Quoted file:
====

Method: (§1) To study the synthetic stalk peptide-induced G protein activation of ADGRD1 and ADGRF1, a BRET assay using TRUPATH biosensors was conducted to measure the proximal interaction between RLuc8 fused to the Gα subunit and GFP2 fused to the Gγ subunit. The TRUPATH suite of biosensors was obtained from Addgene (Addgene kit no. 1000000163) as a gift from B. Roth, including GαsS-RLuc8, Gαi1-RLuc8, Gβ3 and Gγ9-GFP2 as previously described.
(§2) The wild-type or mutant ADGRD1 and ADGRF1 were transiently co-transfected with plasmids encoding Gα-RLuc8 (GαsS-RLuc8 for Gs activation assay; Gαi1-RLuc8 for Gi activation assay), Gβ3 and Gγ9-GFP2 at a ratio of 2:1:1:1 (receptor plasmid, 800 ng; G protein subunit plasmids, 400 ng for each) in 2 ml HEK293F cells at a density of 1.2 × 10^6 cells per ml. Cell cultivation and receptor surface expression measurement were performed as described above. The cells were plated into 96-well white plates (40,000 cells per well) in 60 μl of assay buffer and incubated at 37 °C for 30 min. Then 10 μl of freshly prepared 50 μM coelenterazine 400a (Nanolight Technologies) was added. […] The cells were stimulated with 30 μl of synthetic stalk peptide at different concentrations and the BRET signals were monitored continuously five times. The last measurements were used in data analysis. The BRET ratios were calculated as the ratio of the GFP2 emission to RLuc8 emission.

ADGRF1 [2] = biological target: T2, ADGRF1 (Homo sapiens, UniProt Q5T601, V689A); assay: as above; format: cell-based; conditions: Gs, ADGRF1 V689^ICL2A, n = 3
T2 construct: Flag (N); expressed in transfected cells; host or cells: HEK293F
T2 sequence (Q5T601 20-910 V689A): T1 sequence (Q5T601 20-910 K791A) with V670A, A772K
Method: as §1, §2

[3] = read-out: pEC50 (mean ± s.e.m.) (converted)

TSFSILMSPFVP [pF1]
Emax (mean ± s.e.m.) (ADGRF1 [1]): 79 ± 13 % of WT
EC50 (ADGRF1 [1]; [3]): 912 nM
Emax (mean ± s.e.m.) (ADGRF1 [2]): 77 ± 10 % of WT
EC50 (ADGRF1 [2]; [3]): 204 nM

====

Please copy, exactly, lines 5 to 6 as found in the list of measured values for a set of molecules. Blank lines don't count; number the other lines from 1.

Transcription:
T2 sequence (Q5T601 20-910 V689A): T1 sequence (Q5T601 20-910 K791A) with V670A, A772K
Method: as §1, §2